The social housing community is a collaborative one and, because none of us can tackle the issue of digital exclusion alone, it’s useful for housing providers to share their knowledge, ask questions and learn from others. The Digital Housing Hub is a great place to hear what other providers have done, and it’s packed full of stories, questions and conversations, so do join up. If you have a question or are wondering about how to implement something, it’s likely that someone else has been in the same boat so do ask away; take a look at digitalhousinghub.ning.com. Twitter is also a great place to connect with others, as well as events and other relevant forums; check out #digihousing for conversations and ideas.
Use existing resources
There are some great initiatives and platforms that can help to kick off or support your digital inclusion activities. Our annual Get Online Week campaign, running again this autumn, can provide the perfect first step for housing providers who have never done any digital inclusion activity before or who can’t commit to running regular activities throughout the year. The campaign encourages a whole range of organisations to run one or several events during the campaign week to encourage people to take their first steps with digital, with help and support to attract new learners. The campaign also benefits from high-profile coverage, meaning there’s a real buzz around supporting people to get online during the campaign week.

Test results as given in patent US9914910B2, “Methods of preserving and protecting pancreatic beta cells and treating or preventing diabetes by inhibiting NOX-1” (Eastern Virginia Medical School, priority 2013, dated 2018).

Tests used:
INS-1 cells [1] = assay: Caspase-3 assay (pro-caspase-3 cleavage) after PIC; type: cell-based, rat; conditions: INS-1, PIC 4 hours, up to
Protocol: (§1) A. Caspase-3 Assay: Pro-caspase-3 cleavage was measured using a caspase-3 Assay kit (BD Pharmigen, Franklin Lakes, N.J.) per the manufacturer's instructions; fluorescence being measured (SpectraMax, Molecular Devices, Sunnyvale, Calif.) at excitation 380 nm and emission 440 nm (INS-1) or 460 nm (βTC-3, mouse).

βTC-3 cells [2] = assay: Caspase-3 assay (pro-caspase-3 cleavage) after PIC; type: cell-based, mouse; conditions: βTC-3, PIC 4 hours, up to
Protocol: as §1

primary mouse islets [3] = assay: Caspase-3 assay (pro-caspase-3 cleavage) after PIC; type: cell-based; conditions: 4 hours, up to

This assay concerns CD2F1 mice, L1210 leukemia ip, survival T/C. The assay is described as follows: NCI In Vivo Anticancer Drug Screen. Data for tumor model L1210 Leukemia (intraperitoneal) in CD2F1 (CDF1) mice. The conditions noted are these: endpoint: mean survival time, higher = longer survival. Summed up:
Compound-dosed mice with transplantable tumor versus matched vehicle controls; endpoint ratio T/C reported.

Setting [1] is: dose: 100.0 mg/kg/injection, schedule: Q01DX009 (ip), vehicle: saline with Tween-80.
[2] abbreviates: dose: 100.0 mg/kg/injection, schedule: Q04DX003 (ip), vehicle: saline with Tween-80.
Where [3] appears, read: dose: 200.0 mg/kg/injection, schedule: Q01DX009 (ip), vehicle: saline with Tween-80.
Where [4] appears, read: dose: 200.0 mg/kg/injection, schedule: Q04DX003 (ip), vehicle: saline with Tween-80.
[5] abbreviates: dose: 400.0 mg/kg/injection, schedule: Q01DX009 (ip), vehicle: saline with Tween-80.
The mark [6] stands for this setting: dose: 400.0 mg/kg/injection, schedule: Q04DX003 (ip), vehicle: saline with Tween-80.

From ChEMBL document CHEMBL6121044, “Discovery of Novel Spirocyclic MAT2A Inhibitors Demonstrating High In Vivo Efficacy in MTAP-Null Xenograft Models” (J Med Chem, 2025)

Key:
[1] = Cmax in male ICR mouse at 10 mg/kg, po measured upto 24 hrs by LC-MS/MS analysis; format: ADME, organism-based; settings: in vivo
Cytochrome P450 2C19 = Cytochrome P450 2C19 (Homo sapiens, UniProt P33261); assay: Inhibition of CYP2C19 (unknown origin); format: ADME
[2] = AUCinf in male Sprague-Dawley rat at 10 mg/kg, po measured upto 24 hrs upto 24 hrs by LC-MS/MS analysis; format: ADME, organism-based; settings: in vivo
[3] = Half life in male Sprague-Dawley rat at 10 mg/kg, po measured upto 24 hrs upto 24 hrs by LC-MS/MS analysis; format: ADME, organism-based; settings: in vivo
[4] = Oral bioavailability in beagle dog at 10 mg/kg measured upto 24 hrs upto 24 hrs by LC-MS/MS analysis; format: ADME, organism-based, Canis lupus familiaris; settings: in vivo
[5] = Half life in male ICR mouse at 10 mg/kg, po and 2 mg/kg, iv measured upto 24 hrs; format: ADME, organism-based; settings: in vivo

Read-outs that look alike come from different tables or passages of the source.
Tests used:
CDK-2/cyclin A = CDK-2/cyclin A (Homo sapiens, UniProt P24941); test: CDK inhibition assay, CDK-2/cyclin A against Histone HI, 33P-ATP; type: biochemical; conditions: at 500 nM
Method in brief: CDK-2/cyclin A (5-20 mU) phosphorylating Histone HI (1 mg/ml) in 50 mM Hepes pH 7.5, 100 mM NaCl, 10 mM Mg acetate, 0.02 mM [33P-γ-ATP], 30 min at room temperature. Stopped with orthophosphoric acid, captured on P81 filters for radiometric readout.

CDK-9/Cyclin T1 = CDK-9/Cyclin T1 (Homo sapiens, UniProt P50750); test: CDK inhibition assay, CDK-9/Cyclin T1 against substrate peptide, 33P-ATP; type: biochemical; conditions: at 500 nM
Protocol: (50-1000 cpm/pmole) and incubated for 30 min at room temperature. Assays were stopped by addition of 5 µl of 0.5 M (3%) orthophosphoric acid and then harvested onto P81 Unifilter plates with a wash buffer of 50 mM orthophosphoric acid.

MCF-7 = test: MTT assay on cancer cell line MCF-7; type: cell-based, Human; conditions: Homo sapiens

Our Learn My Way platform (www.learnmyway.com), developed through funding from the Department for Business, Innovation and Skills and Department for Education, contains a range of online courses that can be embedded within face-to-face delivery, so local providers don’t have to reinvent the wheel when delivering digital skills activities. All courses and learning content have been built with learners, supported by expert partners including the Money Advice Service, Lloyds Banking Group, TalkTalk and more.
I know I’m preaching to the converted, as so many housing providers are doing great work, but the issue of digital exclusion can no longer be ignored. Digital exclusion is the newest form of social exclusion, and we all have a responsibility to act now to tackle it. Our mission is a world where everyone can benefit from digital, but we can’t get there alone. So I want to encourage any housing provider who hasn’t to think about how they can play a role.
Helen Milner is chief executive of the Good Things Foundation.